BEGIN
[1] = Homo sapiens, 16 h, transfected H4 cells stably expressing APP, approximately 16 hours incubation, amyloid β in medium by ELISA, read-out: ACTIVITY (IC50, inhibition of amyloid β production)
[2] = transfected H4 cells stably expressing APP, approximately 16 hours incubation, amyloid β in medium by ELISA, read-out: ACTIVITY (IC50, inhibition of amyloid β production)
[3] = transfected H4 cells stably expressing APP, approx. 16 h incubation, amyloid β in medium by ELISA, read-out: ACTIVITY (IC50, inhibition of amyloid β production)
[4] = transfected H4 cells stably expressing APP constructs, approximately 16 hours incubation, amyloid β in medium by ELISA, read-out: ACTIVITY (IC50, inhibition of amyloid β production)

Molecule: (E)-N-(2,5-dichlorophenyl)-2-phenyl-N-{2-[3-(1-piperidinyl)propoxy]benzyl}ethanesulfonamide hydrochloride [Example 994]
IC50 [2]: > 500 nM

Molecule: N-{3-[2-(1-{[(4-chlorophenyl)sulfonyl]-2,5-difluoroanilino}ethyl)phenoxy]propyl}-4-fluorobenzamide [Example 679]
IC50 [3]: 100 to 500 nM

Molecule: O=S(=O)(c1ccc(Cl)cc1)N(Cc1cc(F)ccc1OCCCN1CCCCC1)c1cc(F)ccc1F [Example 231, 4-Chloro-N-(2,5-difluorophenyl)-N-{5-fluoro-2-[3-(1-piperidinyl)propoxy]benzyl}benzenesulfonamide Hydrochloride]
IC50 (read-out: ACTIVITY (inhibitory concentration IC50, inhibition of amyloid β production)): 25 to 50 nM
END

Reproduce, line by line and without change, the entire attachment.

[1] = Homo sapiens, 16 h, transfected H4 cells stably expressing APP, approximately 16 hours incubation, amyloid β in medium by ELISA, read-out: ACTIVITY (IC50, inhibition of amyloid β production)
[2] = transfected H4 cells stably expressing APP, approximately 16 hours incubation, amyloid β in medium by ELISA, read-out: ACTIVITY (IC50, inhibition of amyloid β production)
[3] = transfected H4 cells stably expressing APP, approx. 16 h incubation, amyloid β in medium by ELISA, read-out: ACTIVITY (IC50, inhibition of amyloid β production)
[4] = transfected H4 cells stably expressing APP constructs, approximately 16 hours incubation, amyloid β in medium by ELISA, read-out: ACTIVITY (IC50, inhibition of amyloid β production)

Molecule: (E)-N-(2,5-dichlorophenyl)-2-phenyl-N-{2-[3-(1-piperidinyl)propoxy]benzyl}ethanesulfonamide hydrochloride [Example 994]
IC50 [2]: > 500 nM

Molecule: N-{3-[2-(1-{[(4-chlorophenyl)sulfonyl]-2,5-difluoroanilino}ethyl)phenoxy]propyl}-4-fluorobenzamide [Example 679]
IC50 [3]: 100 to 500 nM

Molecule: O=S(=O)(c1ccc(Cl)cc1)N(Cc1cc(F)ccc1OCCCN1CCCCC1)c1cc(F)ccc1F [Example 231, 4-Chloro-N-(2,5-difluorophenyl)-N-{5-fluoro-2-[3-(1-piperidinyl)propoxy]benzyl}benzenesulfonamide Hydrochloride]
IC50 (read-out: ACTIVITY (inhibitory concentration IC50, inhibition of amyloid β production)): 25 to 50 nM